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Behind The Numbers

Datsyuk departure leaves void in Red Wings lineup

Statistics show center remained one of best in NHL

by Rob Vollman / Correspondent

The Detroit Red Wings have withstood the retirement of legends like Steve Yzerman in 2006 and Nicklas Lidstrom in 2012. But will they be able to make it 26 consecutive seasons in the Stanley Cup Playoffs following the departure of center Pavel Datsyuk?

Datsyuk announced Saturday that he was leaving the Red Wings to play in his native Russia.

Based on his underlying statistics, Datsyuk remains one of the world's greatest hockey players, and his departure will leave a hole that may be impossible to fill.

What did Datsyuk mean to the Red Wings? Simply put, Datsyuk can do it all, and at an elite level. 

Datsyuk scores. He shuts down top opponents. He plays in all zones and in every game and man-power situation. He draws penalties, wins faceoffs, drives possession and excels in the shootout. He probably offers to drive the Zamboni between periods too. 

Add it all up, and he was one of the most valuable players in the NHL.

Video: DET@DAL: Datsyuk smacks rebound into net for the win


Even at age 37, Datsyuk was Detroit's best offensive weapon this season.

For the second season in a row he trailed Henrik Zetterberg for the Red Wings scoring lead by one point, but he played far fewer games. In 2014-15, Zetterberg outscored Datsyuk 66-65 but played 14 more games; this season, Zetterberg outscored Datsyuk 50-49 but played 16 more games.

When taking opportunity into account, Datsyuk's scoring rate of 1.73 points per 60 minutes at 5-on-5 during the past three seasons exceeds Zetterberg's (1.55), according to 

Among players with at least 1,000 minutes of 5-on-5 ice time, Datsyuk's scoring rate was fourth on Detroit behind Dylan Larkin (2.01), Gustav Nyquist (1.89) and Tomas Tatar (1.81), but it also came with far greater defensive responsibilities.

When focused purely on scoring, Datsyuk has been Detroit's greatest threat. With the man-advantage, for example, Datsyuk's scoring rate of 6.31 points per 60 minutes during the past three seasons led the Red Wings and was sixth among forwards with at least 300 minutes of power-play ice time. League-wide. The leader is Washington Capitals center Nicklas Backstrom, who has a power-play scoring rate of 8.13 points per 60 minutes.

Video: BOS@DET: Datsyuk nets 900th point with goal


There's no question Datsyuk was the League's best defensive forward at one point of his career. He won the Selke Trophy as its best for three consecutive seasons, from 2007-08 through 2009-10, and finished third in each of the three following seasons. 

Since then the crown may have been passed to someone like Patrice Bergeron of the Boston Bruins, but Datsyuk has remained Detroit's top choice when protecting a lead late in a game, or facing top opponents.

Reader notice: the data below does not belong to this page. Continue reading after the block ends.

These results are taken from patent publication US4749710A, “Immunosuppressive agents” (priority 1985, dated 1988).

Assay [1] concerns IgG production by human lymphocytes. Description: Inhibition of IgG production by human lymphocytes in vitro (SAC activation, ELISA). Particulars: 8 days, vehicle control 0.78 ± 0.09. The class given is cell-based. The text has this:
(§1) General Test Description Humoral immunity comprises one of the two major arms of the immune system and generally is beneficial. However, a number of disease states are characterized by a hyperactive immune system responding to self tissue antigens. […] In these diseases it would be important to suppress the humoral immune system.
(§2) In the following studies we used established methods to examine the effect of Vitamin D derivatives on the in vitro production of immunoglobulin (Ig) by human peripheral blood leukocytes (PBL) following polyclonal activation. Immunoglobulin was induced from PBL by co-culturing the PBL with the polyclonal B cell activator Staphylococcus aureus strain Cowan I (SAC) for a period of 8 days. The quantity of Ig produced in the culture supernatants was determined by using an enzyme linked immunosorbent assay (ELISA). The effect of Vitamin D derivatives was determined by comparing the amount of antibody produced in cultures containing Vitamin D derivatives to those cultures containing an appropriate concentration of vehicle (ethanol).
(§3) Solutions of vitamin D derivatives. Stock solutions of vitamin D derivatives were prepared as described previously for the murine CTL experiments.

The 2016 Selke voting results won't be revealed until the NHL Awards in Las Vegas on Wednesday, but the fact Datsyuk finished fifth in 2014-15 despite missing 19 games suggests he still ranks among the League's best defensive forwards. 

Statistically, there is no easy way to directly measure Datsyuk's defensive value, but it can be implied by studying the end results. In this case, the Red Wings had a 982-733 advantage in shot attempts last season with Datsyuk on the ice at 5-on-5, giving him a Detroit-best SAT differential of plus-249.

To put it in relative terms, Detroit's shot-attempts percentage was 57.3 when Datsyuk was on the ice at 5-on-5, 50.6 percent without him. That increase of 6.7 percent was eighth among NHL forwards who played at least 20 games.

Regardless of how he is achieving this success, the end result is clear: Detroit is hardest to play against when Datsyuk is on the ice.

Video: Pavel Datsyuk dazzles coast-to-coast


Datsyuk's greatest strength is his versatility. Whether it's in the faceoff circle, in the shootout or drawing penalties at critical moments, he has the ability to win games with a single play.

Datsyuk has won 7,444 of 13,822 faceoffs in his NHL career, a percentage of 53.8 percent. Winning draws is not a skill players lose as they age, as attested to by Datsyuk's 53.7 faceoff winning percentage in 2015-16.

As for the shootout, Datsyuk has scored 40 goals in 98 career attempts. Two players have outscored Datsyuk in the shootout since it was introduced in the 2005-06 season: Frans Nielsen of the New York Islanders (42) and Radim Vrbata of the Vancouver Canucks (41).

Datsyuk's speed and positioning sometimes can give opponents no choice but to risk a penalty to prevent him from scoring. As a consequence, Datsyuk has drawn 0.85 minor penalties per 60 minutes during the six seasons that this data has been recorded; he has been called for 0.29 per 60 minutes, the lowest rate on the Red Wings (minimum 70 games). 

That penalty differential of 0.56 per 60 minutes is second on Detroit to Darren Helm (1.19), one of the game's best at drawing penalties.

By itself, each one of these examples demonstrates a key area where Datsyuk has given the Red Wings a consistent advantage. 

Add them all together, and consider his more direct offensive and defensive contributions, and few players have been more valuable to their team than Datsyuk.

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